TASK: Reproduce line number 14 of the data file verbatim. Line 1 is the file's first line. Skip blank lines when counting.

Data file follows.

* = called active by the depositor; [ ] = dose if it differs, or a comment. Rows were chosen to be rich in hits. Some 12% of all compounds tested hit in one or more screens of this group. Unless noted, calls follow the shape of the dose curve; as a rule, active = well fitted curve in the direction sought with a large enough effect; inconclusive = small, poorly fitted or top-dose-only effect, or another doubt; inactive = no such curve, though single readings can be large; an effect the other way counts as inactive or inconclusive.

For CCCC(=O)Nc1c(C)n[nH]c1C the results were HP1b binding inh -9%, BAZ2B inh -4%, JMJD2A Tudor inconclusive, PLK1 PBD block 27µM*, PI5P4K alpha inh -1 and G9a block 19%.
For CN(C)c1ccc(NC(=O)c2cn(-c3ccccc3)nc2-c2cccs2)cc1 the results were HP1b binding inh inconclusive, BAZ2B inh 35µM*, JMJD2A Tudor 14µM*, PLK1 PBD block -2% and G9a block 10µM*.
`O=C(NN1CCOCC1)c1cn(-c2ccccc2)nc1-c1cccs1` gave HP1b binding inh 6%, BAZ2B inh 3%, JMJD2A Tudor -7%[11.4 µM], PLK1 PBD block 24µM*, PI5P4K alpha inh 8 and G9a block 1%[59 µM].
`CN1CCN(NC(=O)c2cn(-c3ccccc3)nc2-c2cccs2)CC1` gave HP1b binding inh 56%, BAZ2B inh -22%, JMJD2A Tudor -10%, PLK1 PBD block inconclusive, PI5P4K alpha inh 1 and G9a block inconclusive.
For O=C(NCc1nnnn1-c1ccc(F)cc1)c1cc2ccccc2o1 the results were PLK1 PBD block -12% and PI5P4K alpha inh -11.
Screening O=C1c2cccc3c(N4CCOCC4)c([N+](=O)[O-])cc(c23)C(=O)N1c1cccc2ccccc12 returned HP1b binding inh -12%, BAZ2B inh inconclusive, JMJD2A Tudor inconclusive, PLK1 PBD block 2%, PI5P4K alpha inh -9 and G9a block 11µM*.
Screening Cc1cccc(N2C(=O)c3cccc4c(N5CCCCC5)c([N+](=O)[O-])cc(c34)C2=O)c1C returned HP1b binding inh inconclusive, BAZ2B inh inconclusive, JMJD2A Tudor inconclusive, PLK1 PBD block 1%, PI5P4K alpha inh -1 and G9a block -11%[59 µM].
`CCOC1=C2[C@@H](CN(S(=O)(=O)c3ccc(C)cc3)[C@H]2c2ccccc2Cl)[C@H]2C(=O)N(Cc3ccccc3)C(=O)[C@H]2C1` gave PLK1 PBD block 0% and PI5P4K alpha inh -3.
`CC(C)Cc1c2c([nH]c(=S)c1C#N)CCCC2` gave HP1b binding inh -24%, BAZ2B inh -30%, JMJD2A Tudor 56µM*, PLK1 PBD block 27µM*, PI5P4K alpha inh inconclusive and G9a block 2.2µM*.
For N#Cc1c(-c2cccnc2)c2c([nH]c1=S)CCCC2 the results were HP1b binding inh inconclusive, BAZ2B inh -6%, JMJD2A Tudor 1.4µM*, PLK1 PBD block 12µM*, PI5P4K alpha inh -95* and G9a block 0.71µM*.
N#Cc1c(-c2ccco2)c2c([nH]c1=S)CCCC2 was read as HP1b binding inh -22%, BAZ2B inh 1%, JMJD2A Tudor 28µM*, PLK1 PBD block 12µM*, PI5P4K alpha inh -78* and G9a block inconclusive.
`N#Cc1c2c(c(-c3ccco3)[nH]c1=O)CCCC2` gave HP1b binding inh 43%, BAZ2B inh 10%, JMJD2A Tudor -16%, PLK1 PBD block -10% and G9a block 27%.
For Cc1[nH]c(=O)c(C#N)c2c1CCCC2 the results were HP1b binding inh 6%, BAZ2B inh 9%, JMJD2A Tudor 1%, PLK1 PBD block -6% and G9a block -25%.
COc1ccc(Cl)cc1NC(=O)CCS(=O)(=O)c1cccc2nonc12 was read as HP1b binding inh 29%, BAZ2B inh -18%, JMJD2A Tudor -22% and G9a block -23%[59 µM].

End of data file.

For Cc1[nH]c(=O)c(C#N)c2c1CCCC2 the results were HP1b binding inh 6%, BAZ2B inh 9%, JMJD2A Tudor 1%, PLK1 PBD block -6% and G9a block -25%.